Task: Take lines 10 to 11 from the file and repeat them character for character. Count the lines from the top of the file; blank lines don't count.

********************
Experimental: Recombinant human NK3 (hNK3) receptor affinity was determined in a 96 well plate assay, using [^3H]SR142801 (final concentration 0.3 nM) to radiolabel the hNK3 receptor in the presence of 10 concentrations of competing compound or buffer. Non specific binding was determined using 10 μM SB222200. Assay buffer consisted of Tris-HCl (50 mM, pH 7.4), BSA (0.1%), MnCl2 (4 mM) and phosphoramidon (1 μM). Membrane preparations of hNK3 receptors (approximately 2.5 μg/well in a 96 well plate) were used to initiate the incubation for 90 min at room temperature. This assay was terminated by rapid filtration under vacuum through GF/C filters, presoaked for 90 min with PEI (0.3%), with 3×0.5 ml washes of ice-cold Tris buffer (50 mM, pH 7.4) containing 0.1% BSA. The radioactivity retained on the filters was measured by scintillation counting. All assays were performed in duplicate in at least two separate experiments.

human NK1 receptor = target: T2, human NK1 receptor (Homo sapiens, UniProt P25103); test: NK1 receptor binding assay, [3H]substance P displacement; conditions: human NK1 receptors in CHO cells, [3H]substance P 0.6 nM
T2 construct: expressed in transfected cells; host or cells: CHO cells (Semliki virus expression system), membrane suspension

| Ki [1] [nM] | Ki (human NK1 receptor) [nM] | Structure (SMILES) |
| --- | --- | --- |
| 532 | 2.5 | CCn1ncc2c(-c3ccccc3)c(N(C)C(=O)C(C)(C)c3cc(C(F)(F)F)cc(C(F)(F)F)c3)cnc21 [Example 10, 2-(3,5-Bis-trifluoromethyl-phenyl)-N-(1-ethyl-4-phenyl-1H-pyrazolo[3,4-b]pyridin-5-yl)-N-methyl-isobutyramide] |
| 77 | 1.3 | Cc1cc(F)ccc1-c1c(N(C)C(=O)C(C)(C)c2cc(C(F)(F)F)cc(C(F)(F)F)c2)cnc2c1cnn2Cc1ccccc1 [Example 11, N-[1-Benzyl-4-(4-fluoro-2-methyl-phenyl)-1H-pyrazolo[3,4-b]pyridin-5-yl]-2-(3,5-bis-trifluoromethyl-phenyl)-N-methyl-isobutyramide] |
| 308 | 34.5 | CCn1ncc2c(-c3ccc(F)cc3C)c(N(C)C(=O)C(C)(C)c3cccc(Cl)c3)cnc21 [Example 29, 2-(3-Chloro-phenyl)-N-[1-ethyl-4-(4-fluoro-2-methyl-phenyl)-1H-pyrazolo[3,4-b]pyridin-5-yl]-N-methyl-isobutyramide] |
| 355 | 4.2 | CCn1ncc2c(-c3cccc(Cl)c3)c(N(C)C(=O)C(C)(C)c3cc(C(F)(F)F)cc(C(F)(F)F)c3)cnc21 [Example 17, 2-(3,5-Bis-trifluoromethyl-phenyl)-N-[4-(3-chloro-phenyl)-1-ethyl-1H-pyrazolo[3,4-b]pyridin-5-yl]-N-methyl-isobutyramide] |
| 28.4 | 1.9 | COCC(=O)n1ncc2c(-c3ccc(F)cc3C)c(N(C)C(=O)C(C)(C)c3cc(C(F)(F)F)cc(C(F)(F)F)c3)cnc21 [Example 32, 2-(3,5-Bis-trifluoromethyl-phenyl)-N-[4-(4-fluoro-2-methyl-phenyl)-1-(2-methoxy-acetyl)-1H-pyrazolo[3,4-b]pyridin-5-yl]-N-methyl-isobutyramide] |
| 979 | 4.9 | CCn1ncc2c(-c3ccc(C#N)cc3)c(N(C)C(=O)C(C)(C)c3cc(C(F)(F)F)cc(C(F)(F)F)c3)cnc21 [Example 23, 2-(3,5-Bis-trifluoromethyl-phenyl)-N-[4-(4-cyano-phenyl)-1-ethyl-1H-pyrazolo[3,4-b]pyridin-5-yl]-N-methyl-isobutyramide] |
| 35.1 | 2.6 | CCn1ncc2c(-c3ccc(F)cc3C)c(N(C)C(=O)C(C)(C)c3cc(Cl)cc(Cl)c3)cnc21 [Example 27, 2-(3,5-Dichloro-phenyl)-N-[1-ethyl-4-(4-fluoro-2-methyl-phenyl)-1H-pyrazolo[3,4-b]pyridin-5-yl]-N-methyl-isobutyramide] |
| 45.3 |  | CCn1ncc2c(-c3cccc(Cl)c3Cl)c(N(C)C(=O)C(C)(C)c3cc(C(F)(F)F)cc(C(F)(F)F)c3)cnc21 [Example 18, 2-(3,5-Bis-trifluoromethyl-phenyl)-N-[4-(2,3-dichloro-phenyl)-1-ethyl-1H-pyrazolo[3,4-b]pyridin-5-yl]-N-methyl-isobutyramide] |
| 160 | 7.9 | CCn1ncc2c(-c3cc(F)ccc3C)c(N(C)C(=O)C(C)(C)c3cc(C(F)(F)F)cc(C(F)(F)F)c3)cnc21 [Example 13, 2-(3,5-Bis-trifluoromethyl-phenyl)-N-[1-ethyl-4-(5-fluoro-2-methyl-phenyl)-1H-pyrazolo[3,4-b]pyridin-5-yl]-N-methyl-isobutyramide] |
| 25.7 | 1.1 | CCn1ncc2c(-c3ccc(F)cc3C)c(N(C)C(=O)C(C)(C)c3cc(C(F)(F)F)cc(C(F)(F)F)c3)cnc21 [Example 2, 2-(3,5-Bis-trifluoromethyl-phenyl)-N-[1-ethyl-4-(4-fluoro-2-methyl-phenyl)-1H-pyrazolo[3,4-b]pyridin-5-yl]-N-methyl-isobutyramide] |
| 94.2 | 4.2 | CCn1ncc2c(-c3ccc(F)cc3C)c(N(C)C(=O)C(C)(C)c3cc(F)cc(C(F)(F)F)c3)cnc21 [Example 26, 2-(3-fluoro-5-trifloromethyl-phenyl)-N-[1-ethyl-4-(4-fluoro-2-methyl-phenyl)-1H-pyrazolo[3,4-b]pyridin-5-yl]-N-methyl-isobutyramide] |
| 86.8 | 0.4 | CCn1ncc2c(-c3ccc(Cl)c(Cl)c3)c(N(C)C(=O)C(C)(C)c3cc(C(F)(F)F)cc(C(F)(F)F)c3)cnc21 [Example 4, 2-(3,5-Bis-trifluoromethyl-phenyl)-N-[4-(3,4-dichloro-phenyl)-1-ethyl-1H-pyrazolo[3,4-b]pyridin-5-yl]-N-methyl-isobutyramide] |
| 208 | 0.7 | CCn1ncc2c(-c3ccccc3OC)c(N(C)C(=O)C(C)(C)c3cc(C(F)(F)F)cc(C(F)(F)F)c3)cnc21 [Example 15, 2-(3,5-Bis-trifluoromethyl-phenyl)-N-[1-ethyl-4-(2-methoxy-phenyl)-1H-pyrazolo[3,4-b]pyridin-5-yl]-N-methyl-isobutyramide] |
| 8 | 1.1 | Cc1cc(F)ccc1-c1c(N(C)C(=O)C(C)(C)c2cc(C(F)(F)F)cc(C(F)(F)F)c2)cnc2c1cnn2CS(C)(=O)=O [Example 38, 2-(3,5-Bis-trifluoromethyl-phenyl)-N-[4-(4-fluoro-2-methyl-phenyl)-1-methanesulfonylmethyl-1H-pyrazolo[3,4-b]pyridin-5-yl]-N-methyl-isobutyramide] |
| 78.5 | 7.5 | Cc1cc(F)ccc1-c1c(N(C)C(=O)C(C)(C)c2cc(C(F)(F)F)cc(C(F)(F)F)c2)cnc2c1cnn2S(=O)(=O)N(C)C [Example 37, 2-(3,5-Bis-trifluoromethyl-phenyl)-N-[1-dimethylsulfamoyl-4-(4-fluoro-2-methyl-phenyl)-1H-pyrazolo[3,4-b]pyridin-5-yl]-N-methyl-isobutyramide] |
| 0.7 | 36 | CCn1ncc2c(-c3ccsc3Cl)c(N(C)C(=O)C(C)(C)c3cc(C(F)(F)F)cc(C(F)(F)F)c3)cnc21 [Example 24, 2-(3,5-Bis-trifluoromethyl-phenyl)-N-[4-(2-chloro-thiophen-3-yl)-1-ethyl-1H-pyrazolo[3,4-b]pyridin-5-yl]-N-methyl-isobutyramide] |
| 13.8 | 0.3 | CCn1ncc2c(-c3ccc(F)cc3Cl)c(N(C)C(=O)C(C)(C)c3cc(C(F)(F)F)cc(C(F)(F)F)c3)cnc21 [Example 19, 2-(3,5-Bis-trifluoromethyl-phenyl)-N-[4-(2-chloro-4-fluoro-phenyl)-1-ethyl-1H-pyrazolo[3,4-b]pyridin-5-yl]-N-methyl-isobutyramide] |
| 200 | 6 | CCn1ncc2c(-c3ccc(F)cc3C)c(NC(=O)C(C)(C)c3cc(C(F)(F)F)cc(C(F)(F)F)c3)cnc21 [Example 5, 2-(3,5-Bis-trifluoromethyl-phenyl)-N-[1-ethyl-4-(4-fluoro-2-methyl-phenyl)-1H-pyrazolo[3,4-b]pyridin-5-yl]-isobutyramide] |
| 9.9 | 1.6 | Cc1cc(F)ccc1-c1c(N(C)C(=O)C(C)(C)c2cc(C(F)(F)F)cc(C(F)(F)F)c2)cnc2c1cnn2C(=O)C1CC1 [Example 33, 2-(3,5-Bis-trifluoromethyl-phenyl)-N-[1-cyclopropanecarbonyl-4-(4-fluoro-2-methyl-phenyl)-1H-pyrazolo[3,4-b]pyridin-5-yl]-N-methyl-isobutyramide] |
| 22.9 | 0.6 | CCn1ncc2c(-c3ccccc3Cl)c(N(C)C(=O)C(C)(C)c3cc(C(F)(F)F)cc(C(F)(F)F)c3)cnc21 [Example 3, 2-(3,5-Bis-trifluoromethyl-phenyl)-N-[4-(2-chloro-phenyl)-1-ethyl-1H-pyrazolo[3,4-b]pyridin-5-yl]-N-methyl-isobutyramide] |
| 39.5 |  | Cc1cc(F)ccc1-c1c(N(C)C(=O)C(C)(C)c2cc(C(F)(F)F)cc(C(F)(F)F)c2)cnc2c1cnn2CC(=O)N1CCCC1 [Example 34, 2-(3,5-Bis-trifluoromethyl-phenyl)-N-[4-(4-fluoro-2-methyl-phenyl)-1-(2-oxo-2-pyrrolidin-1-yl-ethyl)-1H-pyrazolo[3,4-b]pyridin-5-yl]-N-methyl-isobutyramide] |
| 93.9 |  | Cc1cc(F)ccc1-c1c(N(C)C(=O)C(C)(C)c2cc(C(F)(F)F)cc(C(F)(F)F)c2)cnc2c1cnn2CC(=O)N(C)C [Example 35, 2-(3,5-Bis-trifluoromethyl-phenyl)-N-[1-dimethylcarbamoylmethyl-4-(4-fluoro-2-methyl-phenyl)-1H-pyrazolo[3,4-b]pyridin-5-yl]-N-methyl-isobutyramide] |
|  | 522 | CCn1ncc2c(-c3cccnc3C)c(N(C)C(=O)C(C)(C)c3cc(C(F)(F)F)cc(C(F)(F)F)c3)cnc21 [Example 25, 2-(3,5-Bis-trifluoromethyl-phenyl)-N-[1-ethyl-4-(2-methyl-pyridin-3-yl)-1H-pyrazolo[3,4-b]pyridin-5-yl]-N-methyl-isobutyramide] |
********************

| 28.4 | 1.9 | COCC(=O)n1ncc2c(-c3ccc(F)cc3C)c(N(C)C(=O)C(C)(C)c3cc(C(F)(F)F)cc(C(F)(F)F)c3)cnc21 [Example 32, 2-(3,5-Bis-trifluoromethyl-phenyl)-N-[4-(4-fluoro-2-methyl-phenyl)-1-(2-methoxy-acetyl)-1H-pyrazolo[3,4-b]pyridin-5-yl]-N-methyl-isobutyramide] |
| 979 | 4.9 | CCn1ncc2c(-c3ccc(C#N)cc3)c(N(C)C(=O)C(C)(C)c3cc(C(F)(F)F)cc(C(F)(F)F)c3)cnc21 [Example 23, 2-(3,5-Bis-trifluoromethyl-phenyl)-N-[4-(4-cyano-phenyl)-1-ethyl-1H-pyrazolo[3,4-b]pyridin-5-yl]-N-methyl-isobutyramide] |